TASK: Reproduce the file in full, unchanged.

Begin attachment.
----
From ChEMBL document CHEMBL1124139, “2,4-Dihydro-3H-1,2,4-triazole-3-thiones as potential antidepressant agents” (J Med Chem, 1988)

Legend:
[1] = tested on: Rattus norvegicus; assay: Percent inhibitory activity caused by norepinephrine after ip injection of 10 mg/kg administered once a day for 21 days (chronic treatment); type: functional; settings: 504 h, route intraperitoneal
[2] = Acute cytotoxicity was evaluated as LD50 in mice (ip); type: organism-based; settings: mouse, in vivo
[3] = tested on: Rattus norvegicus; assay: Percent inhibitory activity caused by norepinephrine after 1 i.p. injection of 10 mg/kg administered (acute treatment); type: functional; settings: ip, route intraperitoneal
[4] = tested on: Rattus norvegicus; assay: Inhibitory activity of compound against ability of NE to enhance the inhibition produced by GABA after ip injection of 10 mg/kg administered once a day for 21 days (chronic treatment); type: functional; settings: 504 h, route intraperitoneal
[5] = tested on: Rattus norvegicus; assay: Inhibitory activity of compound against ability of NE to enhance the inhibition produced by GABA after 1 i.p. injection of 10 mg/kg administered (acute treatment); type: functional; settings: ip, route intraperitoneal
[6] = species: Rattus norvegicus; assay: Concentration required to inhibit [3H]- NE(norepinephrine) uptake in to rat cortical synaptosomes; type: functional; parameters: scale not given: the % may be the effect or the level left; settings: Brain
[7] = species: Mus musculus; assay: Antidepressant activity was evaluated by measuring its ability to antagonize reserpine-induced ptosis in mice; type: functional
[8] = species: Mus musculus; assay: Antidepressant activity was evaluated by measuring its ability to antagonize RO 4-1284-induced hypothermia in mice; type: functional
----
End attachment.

From ChEMBL document CHEMBL1124139, “2,4-Dihydro-3H-1,2,4-triazole-3-thiones as potential antidepressant agents” (J Med Chem, 1988)

Legend:
[1] = tested on: Rattus norvegicus; assay: Percent inhibitory activity caused by norepinephrine after ip injection of 10 mg/kg administered once a day for 21 days (chronic treatment); type: functional; settings: 504 h, route intraperitoneal
[2] = Acute cytotoxicity was evaluated as LD50 in mice (ip); type: organism-based; settings: mouse, in vivo
[3] = tested on: Rattus norvegicus; assay: Percent inhibitory activity caused by norepinephrine after 1 i.p. injection of 10 mg/kg administered (acute treatment); type: functional; settings: ip, route intraperitoneal
[4] = tested on: Rattus norvegicus; assay: Inhibitory activity of compound against ability of NE to enhance the inhibition produced by GABA after ip injection of 10 mg/kg administered once a day for 21 days (chronic treatment); type: functional; settings: 504 h, route intraperitoneal
[5] = tested on: Rattus norvegicus; assay: Inhibitory activity of compound against ability of NE to enhance the inhibition produced by GABA after 1 i.p. injection of 10 mg/kg administered (acute treatment); type: functional; settings: ip, route intraperitoneal
[6] = species: Rattus norvegicus; assay: Concentration required to inhibit [3H]- NE(norepinephrine) uptake in to rat cortical synaptosomes; type: functional; parameters: scale not given: the % may be the effect or the level left; settings: Brain
[7] = species: Mus musculus; assay: Antidepressant activity was evaluated by measuring its ability to antagonize reserpine-induced ptosis in mice; type: functional
[8] = species: Mus musculus; assay: Antidepressant activity was evaluated by measuring its ability to antagonize RO 4-1284-induced hypothermia in mice; type: functional